Royal Society of Chemistry Announces Encouraging Innovation Award Winners
The Royal Society of Chemistry has announced the winners of its Encouraging Innovation Awards for 2004. These prestigious prizes recognise the importance of innovation - transforming creative ideas into commercial successes - to the future of the chemical science industry in the UK.
The awards, offered by the Industry and Technology Forum of the RSC, were presented by Dr David Fyfe, CEO of Cambridge Display Technology. Each award consists of a cheque for £4,000.
The Chemistry World Entrepreneur of the Year Award was won by David Haddleton from Warwick Effect Polymers Ltd for his work in the area of Controlled Radical Polymerisation.
Two Teamwork in Innovation Awards went to researchers from Merck Chemicals Ltd and Queen's University Belfast and to a team from Syngenta, Avecia, Cambridge University and AstraZeneca.
Two Creativity in Industry Awards, for lifetime achievement in innovation, were given to Dr Peter J H Carnell from Johnson Matthey Catalysts and Dr Dave Cartwright, recently retired from Syngenta.
Dr David Giachardi, chief executive of the RSC, congratulated the winners: "These award winners have shown the value of successfully harnessing their creativity to commercial products. The chemical sciences are one of the UK's leading manufacturing industries, directly employing 230,000 people and producing a £5 billion trade surplus. But we are facing increasing competition from countries, especially in the Far East, with lower overheads. If we do not innovate and produce more high-tech products, then our industry will not survive."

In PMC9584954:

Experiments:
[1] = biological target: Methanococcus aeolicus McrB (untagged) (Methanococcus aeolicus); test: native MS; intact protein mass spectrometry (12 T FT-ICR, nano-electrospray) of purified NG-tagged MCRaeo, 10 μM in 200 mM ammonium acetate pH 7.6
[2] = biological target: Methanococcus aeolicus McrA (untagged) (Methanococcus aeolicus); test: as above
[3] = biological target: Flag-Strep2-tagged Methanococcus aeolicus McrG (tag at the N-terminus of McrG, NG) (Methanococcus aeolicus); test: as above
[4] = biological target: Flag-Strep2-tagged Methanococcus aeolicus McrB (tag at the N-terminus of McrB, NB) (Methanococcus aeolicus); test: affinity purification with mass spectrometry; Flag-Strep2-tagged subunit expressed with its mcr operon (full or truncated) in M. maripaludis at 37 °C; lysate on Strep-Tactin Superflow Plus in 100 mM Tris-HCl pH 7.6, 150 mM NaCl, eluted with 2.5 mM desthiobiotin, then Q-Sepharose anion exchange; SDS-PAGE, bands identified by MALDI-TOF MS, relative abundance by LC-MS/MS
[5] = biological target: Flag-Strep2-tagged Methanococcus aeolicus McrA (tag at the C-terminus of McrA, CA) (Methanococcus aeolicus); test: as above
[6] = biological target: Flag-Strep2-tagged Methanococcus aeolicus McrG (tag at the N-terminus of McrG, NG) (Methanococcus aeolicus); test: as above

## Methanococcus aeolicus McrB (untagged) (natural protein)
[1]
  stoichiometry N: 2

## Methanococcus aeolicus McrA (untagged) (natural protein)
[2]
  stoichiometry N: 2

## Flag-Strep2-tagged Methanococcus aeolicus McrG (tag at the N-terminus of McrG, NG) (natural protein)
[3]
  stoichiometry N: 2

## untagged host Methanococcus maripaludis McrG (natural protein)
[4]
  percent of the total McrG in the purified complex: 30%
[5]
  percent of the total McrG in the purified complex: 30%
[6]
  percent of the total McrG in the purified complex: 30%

David Haddleton was awarded the Chemistry World Entrepreneur of the Year Award for taking his area of academic of research in controlled radical polymerisation and successfully commercialising it. He founded Warwick Effect Polymers in 2001 as an academic spin-out from the University of Warwick. The techniques he has developed allow far greater control over the design and production of polymers, enabling the production of novel designer polymers and macromolecules for use in the high value pharmaceutical, personal care and electronics industries.
The team from Merck Chemicals Ltd, Southampton, led by Dr Julian Vaughan-Spickers, won its prize for the development and commercialisation of ionic liquids in the chemical industry. Ionic liquids are an exciting new group of materials that have the potential to be more environmentally friendly, safer and more efficient than traditional solvents. By being swift to recognise the potential for ionic liquids and taking a lead in their development through an ongoing collaboration with Professor Ken Seddon at Queen's University Belfast, Merck KGaA (the mother company of Merck Ltd) is now the front runner in the development, customisation, production and supply of innovative ionic liquid materials.
A joint team from Syngenta, Avecia, Cambridge University and AstraZeneca, led by Dr Steve Smith, were acknowledged for their work which has led to the successful development of a new enabling catalyst technology, through the novel application of microencapsulation to immobilise and recycle commercially-important homogeneous catalysts. This project has led to the successful commercialisation of this technology as EnCatT by Avecia Pharmaceuticals.
Dr Dave Cartwright, recently retired, was awarded his lifetime achievement award in recognition of his 32 years work at Syngenta (previously ICI/Zeneca) which resulted in over 50 patent applications and the worldwide sales of two herbicide products. Dr Peter J H Carnell from Johnson Matthey Catalysts was awarded his lifetime achievement award for his significant work in the areas of gas-solid absorption technology and purification technology.
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